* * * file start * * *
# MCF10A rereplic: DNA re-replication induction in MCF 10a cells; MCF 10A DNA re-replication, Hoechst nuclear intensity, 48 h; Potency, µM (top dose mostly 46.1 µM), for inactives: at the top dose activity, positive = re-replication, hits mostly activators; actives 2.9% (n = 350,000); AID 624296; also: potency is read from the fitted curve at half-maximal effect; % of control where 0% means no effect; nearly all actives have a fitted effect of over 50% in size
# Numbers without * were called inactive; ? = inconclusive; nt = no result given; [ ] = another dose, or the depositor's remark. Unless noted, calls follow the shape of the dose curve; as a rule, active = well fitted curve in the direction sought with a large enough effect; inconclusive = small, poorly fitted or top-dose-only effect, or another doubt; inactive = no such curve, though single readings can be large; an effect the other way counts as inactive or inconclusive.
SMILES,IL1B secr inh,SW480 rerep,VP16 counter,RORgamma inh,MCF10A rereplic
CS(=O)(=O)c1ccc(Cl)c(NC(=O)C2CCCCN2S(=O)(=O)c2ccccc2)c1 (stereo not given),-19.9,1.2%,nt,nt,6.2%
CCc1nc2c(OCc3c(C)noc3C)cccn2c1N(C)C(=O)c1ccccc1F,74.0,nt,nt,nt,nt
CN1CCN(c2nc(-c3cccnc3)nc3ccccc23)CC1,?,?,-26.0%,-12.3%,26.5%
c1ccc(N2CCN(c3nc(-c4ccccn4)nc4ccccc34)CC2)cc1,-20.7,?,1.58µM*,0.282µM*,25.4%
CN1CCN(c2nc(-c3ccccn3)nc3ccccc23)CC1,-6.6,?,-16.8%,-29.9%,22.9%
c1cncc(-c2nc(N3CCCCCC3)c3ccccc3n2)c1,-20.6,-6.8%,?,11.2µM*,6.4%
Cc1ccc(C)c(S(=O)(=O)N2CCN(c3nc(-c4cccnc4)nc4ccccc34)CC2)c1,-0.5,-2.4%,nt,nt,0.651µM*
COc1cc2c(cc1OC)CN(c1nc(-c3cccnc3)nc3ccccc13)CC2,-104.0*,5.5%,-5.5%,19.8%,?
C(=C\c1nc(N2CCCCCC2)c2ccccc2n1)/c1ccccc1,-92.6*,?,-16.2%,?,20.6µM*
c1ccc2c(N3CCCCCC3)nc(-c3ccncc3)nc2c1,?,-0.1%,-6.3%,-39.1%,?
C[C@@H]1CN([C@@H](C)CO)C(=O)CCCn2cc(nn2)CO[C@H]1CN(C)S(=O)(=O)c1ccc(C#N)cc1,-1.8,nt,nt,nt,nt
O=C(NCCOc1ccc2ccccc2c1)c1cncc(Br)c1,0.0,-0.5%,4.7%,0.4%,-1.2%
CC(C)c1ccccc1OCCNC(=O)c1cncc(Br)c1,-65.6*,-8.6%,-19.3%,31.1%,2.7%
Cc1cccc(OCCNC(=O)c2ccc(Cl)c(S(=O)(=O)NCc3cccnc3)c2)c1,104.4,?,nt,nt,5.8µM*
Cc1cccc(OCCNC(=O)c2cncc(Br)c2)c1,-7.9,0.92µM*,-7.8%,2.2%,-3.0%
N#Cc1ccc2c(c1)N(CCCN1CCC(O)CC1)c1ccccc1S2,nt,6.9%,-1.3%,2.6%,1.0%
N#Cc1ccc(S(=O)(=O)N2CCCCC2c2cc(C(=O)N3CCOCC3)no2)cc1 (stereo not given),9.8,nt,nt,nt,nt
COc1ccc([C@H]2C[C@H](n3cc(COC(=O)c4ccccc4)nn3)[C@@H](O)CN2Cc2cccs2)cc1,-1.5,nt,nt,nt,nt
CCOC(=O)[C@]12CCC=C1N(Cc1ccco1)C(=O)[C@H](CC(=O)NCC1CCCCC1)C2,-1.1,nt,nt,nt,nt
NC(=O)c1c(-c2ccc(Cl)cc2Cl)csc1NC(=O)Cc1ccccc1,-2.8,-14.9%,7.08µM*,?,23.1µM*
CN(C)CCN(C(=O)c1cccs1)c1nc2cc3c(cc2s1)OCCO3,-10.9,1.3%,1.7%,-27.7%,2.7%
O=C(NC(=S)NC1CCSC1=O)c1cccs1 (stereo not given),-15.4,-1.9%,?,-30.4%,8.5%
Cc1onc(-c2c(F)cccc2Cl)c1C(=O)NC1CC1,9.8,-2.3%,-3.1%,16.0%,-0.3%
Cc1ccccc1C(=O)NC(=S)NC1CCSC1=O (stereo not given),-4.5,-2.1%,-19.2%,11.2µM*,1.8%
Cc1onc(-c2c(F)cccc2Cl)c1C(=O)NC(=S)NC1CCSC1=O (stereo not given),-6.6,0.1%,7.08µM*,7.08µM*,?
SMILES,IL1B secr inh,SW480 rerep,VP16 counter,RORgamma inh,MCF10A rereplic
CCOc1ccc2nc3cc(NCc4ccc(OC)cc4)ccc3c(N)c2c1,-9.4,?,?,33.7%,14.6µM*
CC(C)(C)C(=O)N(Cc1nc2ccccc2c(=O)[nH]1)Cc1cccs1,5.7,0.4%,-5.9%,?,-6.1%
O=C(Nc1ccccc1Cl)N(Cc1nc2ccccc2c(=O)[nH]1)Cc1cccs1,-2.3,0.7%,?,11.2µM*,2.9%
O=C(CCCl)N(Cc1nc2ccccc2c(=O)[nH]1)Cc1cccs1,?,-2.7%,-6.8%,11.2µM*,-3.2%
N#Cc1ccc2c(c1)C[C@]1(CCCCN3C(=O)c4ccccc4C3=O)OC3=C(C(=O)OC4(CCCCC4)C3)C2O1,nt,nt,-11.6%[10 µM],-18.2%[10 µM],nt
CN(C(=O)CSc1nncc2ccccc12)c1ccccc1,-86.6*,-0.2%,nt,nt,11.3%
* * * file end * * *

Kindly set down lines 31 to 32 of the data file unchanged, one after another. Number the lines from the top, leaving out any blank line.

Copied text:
CC(C)(C)C(=O)N(Cc1nc2ccccc2c(=O)[nH]1)Cc1cccs1,5.7,0.4%,-5.9%,?,-6.1%
O=C(Nc1ccccc1Cl)N(Cc1nc2ccccc2c(=O)[nH]1)Cc1cccs1,-2.3,0.7%,?,11.2µM*,2.9%